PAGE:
Germany’s elections saw the conservative CDU come out on top, whereas Chancellor Olaf Scholz’s SPD experienced its worst-ever European election result, finishing behind the far-right Alternative for Germany (AfD). In Italy, Giorgia Meloni’s far-right Brothers of Italy continued their dominance, while in Austria, the Freedom Party was poised for an unprecedented victory in the European vote.

Elsewhere, Hungary witnessed a new challenge to Prime Minister Viktor Orban’s dominance with the rise of Peter Magyar’s centre-right Tisza party. Spain’s centre-right Popular Party narrowly defeated the Socialists, while far-right Vox came in third. In Denmark, the opposition Green-Left party achieved a surprise victory, and in Slovakia, the liberal Progressive Slovakia party triumphed over the ruling Smer party.

Overall, while the far-right made notable gains in specific countries, particularly France, their surge was less pronounced across Europe than anticipated. The centre-right’s consolidation of power, however, underscores a continuing preference for more moderate political forces in the EU.

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Italians have begun voting on the third of four days of European elections taking place across 27 EU nations. Although these votes are for the next European Parliament, Italian Prime Minister Giorgia Meloni hopes the outcome will strengthen her position in Italian politics. She has even encouraged voters to “just write Giorgia” on their ballots.

Most EU countries are voting on Sunday after several weeks of turmoil during which two European leaders and other politicians were physically attacked. On Friday evening, Denmark’s Prime Minister Mette Frederiksen was assaulted in the street in Copenhagen ahead of Sunday’s Danish vote. She sustained minor whiplash, according to her office, and a suspect has been detained.

European leaders have expressed their shock at the latest attack amid elections involving around 373 million European voters. Last month, Slovak Prime Minister Robert Fico survived an assassination attempt and was only recently discharged from the hospital. Several German politicians have also been targeted.

While these elections are intended to be separate from national politics, the reality is often different, especially in Italy. Meloni, who leads the far-right Brothers of Italy (FdI), was appointed prime minister in 2022. She has taken the unusual step of putting her name at the top of her party’s ballot, despite having no plans to take a seat in the European Parliament.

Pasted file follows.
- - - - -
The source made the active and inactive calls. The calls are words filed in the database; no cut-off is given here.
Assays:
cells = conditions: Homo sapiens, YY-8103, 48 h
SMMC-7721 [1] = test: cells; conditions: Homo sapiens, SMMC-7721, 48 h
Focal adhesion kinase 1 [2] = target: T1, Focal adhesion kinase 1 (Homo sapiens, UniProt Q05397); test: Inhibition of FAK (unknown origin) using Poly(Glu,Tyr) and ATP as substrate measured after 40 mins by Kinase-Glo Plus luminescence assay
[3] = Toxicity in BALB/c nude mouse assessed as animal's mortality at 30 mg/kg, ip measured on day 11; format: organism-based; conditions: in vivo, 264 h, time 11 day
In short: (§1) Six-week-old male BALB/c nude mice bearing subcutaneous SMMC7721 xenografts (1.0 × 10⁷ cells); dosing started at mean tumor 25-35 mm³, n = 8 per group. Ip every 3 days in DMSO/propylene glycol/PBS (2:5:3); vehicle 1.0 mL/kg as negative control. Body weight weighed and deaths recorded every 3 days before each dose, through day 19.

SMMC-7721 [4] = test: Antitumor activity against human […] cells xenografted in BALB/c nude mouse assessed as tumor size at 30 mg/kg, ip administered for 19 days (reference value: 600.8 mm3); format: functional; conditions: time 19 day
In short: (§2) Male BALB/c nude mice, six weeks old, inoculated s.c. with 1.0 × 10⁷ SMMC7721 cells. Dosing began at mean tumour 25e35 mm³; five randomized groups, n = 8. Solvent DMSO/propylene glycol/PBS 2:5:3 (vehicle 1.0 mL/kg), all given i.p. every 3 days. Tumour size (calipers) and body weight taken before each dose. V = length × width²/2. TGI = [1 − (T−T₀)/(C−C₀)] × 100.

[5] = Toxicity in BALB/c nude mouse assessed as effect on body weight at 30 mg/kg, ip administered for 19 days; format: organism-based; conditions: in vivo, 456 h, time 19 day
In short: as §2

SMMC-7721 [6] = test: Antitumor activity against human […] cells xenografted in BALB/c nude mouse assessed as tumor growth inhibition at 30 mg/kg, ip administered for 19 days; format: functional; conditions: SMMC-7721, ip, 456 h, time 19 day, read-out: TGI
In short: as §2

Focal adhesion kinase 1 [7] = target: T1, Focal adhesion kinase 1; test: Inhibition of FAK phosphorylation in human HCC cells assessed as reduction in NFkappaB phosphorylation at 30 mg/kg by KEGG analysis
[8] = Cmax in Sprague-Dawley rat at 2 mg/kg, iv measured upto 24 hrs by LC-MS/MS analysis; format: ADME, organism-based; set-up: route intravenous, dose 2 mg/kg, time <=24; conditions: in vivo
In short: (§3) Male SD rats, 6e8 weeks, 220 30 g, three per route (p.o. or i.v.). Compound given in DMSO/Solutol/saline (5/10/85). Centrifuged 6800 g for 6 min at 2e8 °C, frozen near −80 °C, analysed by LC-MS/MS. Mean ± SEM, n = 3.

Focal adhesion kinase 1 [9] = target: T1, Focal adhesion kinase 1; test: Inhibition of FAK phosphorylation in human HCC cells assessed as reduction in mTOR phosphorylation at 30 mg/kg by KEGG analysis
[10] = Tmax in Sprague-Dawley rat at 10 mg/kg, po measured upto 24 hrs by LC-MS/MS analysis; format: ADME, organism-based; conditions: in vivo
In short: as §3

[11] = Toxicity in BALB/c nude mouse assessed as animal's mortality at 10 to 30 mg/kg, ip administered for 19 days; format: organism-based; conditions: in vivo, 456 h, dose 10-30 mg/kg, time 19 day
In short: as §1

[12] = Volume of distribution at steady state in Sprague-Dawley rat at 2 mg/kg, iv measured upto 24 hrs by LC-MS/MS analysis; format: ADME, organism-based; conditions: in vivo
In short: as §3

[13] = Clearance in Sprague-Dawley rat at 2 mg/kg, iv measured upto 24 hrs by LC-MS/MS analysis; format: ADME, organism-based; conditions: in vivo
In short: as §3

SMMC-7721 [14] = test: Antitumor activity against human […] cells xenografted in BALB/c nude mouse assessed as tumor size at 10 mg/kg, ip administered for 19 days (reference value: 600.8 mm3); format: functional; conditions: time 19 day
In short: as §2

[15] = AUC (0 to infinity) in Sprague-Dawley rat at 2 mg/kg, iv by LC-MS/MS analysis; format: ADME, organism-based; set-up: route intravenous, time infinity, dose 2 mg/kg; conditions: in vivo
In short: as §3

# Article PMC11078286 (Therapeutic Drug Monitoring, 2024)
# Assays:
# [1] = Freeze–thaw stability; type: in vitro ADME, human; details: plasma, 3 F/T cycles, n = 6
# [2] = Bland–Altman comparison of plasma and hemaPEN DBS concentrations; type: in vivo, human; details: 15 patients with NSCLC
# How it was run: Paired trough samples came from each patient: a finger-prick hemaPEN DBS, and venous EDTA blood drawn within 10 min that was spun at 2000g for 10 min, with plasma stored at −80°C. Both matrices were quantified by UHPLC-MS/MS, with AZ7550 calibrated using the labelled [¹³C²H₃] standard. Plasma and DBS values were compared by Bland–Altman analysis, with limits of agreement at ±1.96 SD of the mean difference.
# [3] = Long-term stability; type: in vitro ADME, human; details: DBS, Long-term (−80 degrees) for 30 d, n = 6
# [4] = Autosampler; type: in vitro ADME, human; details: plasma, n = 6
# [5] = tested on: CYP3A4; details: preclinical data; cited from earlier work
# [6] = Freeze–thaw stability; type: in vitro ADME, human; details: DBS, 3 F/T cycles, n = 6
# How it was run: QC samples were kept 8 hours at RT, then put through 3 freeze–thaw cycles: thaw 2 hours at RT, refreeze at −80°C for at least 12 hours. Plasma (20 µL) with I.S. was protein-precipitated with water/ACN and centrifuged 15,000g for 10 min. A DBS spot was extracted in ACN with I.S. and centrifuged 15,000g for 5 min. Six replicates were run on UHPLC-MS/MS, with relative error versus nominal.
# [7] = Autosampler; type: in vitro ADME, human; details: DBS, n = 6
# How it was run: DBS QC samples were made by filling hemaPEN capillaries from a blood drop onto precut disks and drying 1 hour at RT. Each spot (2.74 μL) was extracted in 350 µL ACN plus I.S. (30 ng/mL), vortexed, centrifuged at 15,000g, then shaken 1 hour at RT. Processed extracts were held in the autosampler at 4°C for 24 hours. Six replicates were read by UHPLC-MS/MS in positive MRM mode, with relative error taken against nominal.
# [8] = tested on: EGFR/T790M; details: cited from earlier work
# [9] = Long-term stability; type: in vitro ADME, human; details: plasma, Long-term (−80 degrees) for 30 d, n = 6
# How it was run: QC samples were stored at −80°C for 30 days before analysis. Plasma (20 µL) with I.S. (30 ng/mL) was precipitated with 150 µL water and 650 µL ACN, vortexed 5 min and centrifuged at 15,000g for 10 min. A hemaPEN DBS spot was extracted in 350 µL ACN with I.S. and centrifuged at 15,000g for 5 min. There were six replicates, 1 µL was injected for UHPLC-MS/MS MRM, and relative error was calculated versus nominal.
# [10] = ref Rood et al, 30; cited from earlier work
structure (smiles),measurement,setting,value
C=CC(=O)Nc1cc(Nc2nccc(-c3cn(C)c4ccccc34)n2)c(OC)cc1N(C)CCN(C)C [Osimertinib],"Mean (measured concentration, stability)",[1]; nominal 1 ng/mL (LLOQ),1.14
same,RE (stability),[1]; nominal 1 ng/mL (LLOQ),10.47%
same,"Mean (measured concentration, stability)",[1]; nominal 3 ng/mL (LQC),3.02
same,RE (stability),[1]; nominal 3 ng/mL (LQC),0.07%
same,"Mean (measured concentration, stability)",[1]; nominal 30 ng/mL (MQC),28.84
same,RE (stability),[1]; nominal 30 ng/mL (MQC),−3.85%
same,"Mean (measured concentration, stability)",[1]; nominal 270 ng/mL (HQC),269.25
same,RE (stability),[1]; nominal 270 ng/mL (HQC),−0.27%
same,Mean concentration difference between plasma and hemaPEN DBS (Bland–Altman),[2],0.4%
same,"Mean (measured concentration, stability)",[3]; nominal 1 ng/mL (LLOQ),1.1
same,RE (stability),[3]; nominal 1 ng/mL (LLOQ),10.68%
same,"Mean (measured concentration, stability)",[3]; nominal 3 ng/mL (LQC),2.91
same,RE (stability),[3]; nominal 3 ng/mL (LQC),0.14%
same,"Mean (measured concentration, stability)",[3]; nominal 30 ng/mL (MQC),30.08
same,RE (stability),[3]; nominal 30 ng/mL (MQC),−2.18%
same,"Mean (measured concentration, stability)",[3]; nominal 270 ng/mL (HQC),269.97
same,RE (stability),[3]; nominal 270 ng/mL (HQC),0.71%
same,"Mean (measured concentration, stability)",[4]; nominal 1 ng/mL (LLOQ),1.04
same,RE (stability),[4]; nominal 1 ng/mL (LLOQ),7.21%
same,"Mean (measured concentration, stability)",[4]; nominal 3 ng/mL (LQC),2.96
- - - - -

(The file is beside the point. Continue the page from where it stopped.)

Since becoming prime minister in 2022, Meloni has enjoyed steady poll ratings, helped by a fragmented centrist and left-wing opposition and the decline of her junior coalition partner, Matteo Salvini’s League party. To counter this trend, Salvini has shifted his party’s rhetoric further to the right. The League’s election posters, which criticize EU-backed initiatives like electric cars and tethered caps on plastic bottles, have drawn both ridicule and attention.

Salvini’s lead candidate, Roberto Vannacci, has also drawn attention. The army general, dismissed after self-publishing a book with homophobic and racist views, has doubled down on these views since becoming a League candidate. His messages are frequently amplified by the media, which could translate into votes for the League. If not, Salvini’s leadership could be in jeopardy.

Similarly, the left-wing Democratic Party (PD) leader Elly Schlein must match the 19% vote share from the 2019 elections to maintain her position. Further to the left, Ilaria Salis, a self-described antifascist activist detained in Hungary since 2023, is running on the Left/Greens platform.

These European elections hold significant importance. While the Netherlands voted on Thursday, with exit polls suggesting a tight race between a left-green alliance and Geert Wilders’ Freedom Party, other countries like Ireland, the Czech Republic, Slovakia, Latvia, and Malta are voting across the weekend. Germany is voting on Sunday, with the center-right CDU/CSU expected to surpass Chancellor Olaf Scholz’s Social Democratic Party.

In France, President Emmanuel Macron’s Renaissance party is competing for second place with the Socialist party, trailing Marine Le Pen’s National Rally (RN). Macron, warning of the threat to Europe from the surge of the right, has called for a high turnout. Slovak Prime Minister Robert Fico, recovering from surgery after an assassination attempt, has recently criticized Slovakia’s liberal opposition. Hungary’s Viktor Orban, opposing EU support for Ukraine, warned that Europe is nearing a point of no return in preventing conflict from spreading beyond Ukraine’s borders.

Italy’s polls will be the last to close at 23:00 (21:00 GMT) on Sunday, with initial projections combining provisional results and estimates expected shortly after.